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Robot Designed to Find, Retrieve Hidden Objects

Warehouse

(Rob Pongsajapan, Flickr, https://www.flickr.com/photos/pong/2390885810/)

2 Apr. 2021. An engineering lab studying wireless technologies developed a robotic arm using radio waves to find and grab objects blocked from direct view. A team from the Signal Kinetics research group at Massachusetts Institute of Technology describe the system in a paper to be delivered next month at the IEEE International Conference on Robotics and Automation.

Robotic technology is advancing rapidly in manufacturing and distribution, particularly for picking and packing items stored in warehouses. Up to now, however, robots designed for selecting items in warehouses relied on components with a direct view of an object or bar code. In real-world settings, objects are jumbled, obscured, or stored in packaging materials that block some or all of the visual target.

Researchers led by Tara Boroushaki, a researcher in the Signal Kinetics group, designed a system called RF-Grasp, that uses radio frequency, or RF waves, along with computer vision to overcome these limits. RF-Grasp relies on RF tags, simple and inexpensive circuits that emit RF signals, used for years to deter shoplifting in retail stores but also to track items in warehouses. RF-Grasp has an RF signal reader that captures and relays the signals to the system controller.

RF-eye-hand coordination

Mounted next to the grasper hand in the robotic arm is a camera that captures video images of the arm’s surroundings. Those images are combined with the RF signals, which together are processed by a deep-learning algorithm that provides policies and directions to the system for locating the target object. But those directions go a step further: they also tell RF-Grasp how to uncover or declutter the item’s storage location to safely grab the object and put it in a selection box. As RF-Grasp gets more experience, the machine-learning algorithm gains more sophistication and nuance to navigate future tasks.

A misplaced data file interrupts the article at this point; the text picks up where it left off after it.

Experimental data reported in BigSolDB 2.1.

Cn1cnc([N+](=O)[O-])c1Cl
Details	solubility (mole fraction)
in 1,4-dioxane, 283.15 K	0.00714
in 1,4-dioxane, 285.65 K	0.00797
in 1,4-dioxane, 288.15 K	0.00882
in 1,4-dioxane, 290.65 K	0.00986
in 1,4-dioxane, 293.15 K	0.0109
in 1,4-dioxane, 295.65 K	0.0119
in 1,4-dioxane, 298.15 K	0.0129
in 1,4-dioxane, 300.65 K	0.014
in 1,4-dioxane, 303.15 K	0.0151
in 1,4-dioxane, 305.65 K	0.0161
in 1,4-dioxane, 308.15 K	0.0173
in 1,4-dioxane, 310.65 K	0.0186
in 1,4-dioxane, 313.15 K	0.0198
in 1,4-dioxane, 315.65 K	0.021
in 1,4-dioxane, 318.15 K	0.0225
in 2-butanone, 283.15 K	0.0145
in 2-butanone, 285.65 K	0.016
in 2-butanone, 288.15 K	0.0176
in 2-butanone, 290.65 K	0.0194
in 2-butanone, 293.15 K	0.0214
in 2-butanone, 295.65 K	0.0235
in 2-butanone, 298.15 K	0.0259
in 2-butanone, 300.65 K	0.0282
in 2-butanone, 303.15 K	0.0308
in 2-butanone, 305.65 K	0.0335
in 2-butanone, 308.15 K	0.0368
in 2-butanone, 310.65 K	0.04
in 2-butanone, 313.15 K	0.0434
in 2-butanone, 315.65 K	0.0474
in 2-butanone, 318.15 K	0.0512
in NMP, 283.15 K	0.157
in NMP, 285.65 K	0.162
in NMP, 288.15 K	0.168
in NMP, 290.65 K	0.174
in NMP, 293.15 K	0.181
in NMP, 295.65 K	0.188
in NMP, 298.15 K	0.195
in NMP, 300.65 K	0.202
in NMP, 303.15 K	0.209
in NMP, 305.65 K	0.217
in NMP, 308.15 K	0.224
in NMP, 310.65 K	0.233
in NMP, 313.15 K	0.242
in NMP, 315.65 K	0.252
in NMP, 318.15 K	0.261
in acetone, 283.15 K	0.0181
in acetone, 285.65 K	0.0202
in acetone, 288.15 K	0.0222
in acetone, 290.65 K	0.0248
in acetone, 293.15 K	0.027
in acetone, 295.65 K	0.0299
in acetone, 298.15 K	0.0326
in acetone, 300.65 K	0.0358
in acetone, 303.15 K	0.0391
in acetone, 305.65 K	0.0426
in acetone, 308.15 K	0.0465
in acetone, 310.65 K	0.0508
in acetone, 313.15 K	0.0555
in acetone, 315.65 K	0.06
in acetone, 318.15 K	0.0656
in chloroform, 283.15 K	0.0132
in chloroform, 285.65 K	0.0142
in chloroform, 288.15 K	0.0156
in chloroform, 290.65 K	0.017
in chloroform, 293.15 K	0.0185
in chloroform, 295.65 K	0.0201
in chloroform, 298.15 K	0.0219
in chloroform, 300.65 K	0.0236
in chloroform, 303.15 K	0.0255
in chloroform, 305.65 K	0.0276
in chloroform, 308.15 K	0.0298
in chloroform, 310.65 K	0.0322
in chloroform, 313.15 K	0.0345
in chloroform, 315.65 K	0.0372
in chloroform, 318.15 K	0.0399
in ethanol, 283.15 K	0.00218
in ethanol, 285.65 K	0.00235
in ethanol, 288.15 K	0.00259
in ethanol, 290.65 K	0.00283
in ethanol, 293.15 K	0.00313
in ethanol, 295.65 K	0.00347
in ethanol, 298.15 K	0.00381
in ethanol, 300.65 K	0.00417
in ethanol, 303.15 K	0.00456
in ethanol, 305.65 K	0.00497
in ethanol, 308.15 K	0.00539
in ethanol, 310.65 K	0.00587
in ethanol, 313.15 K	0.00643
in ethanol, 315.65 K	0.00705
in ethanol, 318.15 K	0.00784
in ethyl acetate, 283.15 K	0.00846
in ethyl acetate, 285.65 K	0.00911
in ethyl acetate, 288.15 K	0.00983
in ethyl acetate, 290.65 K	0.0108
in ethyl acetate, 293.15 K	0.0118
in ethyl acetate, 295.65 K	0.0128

The algorithm decides which sensing mode to use — RF signals or camera — and directs the robotic arm to the object, switching back and forth between the two modes as needed. “The robot has to decide, at each point in time, which of these streams is more important to think about,” says Boroushaki in an MIT statement. “It’s not just eye-hand coordination, it’s RF-eye-hand coordination. So, the problem gets very complicated.”

In their paper, Boroushaki and colleagues report on a demonstration of RF-Grasp. A video of the demonstration shows the robotic arm sifting through open boxes cluttered with packing paper initially obscuring the target objects, removing the packing paper, then dropping the selected items in a separate box. The paper also reports on finding items hidden behind barriers. The researchers report RF-Grasp improved completion rates and efficiency by 40 to 50 percent over baseline measurements.

Fadel Adib, director of the Signal Kinetics group believes RF-Grasp could have applications in the home as well as in business. “Or you could imagine the robot finding lost items,” notes Adib. “It’s like a super-Roomba that goes and retrieves my keys, wherever the heck I put them.”

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